When Do Babies Get Separation Anxiety?

Babies usually tend to show separation anxiety from a very early age – around 6 to 7 months. Although this may not be the case for all, as some of them may face it at the age of 10 to 12 months, what stays common here is that this usually occurs when you leave the child/infant for long hours at a stretch – for work or any other commitment.

Do all babies go through bouts of separation anxiety?

To an extent, yes, they do. It is a normal sign in a child’s growing up years because it shows that your infant is having a normal emotional development, whereby the child is able to understand the absence of the parent, enough to make him/her feel uneasy about it. The child learns to understand the concept of object permanence.

When do babies get separation anxiety – what to do and how to notice the symptoms

Babies can’t really express themselves in words so, in order to understand whether something is affecting them, you must notice how they react to situations. Keeping this in mind, let us see a few signs which show whether your baby is suffering from separation anxiety.

·         Notice whether your baby suffers from interrupted sleep

Babies with anxiety

This is a very noticeable sign for babies who suffer from separation anxiety. They usually wake up multiple times throughout the night looking for his/her mother. This is especially noticeable if the infant usually sleeps uninterrupted. This shows that the baby is looking for reassurance from the primary caregiver – the mother.

·         Notice that your infant wakes up earlier than usual

This usually happens when your child is unsure of whether you are around, which is why they wake up almost immediately after falling asleep or within some time and then have a hard time falling back to sleep unless you are around. Although this can seem exhausting, understand that it is a good sign too, because it shows that your infant is close to you and feels your absence.

·     Your baby begins to cry and get restless when being left with someone else (a secondary caregiver)

You will notice that when you leave your baby with someone else such as a baby sitter or at a nursery, your child becomes extremely restless and disturbed, although previously he has enjoyed being in their company. This can happen when the baby is left with close family members too – such as his/her father or grandparents.

·         Your infant becomes restless and cranky when you leave him/her alone

You will notice that even a small work becomes a huge task because your baby just won’t want to leave you out of sight, for even a minute. Even if you were to visit the washroom, it would become a nightmare, because your baby will assume that you are leaving, which is why he/she will bring the house down!

·         Your baby will never want to play alone and will detest it always

babies With Anxiety

You’ll notice that your baby stops playing with his/her favorite toy, all of a sudden. This may be a sign of growing up and getting over toys, but then it can also be a sign of your child suffering from separation anxiety. This is because the child is hoping that you will be playing with her/him. It may become slightly exhausting but then it is suggested that you do as your baby wants, because it will also help him/her find assurance.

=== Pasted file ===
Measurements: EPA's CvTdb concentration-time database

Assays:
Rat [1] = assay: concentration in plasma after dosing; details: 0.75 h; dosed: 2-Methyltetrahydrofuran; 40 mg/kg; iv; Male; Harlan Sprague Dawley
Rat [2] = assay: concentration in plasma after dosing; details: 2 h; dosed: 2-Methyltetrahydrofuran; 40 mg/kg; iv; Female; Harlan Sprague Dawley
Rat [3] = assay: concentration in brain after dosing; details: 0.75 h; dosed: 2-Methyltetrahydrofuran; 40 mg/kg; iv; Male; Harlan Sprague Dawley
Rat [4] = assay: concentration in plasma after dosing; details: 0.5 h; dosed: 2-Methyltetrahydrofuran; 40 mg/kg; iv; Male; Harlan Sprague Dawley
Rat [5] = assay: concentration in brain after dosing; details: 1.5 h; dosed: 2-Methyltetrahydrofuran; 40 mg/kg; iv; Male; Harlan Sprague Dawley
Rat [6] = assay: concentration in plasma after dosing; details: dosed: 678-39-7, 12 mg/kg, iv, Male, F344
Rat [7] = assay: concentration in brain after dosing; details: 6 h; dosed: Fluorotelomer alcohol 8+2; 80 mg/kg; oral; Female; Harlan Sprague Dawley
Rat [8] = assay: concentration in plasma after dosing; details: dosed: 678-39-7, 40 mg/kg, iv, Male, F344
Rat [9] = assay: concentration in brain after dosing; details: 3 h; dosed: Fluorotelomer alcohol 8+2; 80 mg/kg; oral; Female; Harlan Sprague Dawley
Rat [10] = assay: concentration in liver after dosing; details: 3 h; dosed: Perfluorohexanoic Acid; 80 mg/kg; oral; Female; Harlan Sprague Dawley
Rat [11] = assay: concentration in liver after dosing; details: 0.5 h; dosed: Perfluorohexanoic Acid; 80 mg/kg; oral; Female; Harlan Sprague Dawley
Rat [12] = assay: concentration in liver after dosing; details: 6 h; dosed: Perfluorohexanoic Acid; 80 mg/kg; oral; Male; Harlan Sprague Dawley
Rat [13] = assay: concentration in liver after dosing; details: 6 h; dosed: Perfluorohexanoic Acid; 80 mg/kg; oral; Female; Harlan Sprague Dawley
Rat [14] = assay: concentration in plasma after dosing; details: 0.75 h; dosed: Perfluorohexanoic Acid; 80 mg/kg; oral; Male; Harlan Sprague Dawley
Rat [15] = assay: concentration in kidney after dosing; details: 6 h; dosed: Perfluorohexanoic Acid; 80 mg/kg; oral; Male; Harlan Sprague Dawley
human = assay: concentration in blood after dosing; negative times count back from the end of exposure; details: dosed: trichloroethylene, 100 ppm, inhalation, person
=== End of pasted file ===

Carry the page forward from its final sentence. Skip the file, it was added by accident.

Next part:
When do babies get separation anxiety and how to prevent it?

There isn’t a sure-shot way of actually preventing separation anxiety, because it is what your child feels. However, what you can do is, try to divert your baby’s mind from feeling like you are abandoning him/her. Some ways in which you can successfully handle the question when do babies get separation anxiety are –

  • Play a game of peek-a-boo – Every baby loves peek-a-boo. This game usually helps a baby realize that though things may disappear from plain sight, it comes back again.
  • Always say what you mean and vice-versa – Babies are very sensitive and can understand exactly what you’re trying to convey. So, when you tell your baby ‘goodbye’, stick to it. Even if your infant cries, don’t walk back into the room as that will only increase dependence. Let someone else like the baby’s father or grandparents calm him/her down.
  • Never try to sneak out – No matter what you do, don’t sneak out or vanish all of a sudden as that is bound to make the infant feel anxious and make your absence felt all the more. Let your baby notice you leave so that he/she understands your absence.
  • Prepare your baby in advance – This is to suggest that, when you are planning on putting your baby in daycare or a nursery, let the transition be slow and gradual. Start by taking small steps – leave the infant for a while with his father or grandparents, then start by leaving with the nanny.
  • This way, your baby will slowly and gradually get accustomed to having a secondary caregiver around and will accept their presence, in your absence. Let your baby practice being in your absence.

To understand when do babies get separation anxiety, you must understand that the whole process although tiring is necessary. Your baby will have to get used to not having you around at all times. And though this may bother him/her if you try to inculcate the idea of having a secondary caregiver around, they’ll understand how to substitute you during your absence. This way, not only will your baby get used to the idea of not having you around for a specific time frame, they’ll know when to expect you too.

Although you can never really predict when and why separation anxiety may happen in your infant, it is best to stay prepared and know how to comfort your little one so that he/she feels safe and secure even when you aren’t around.

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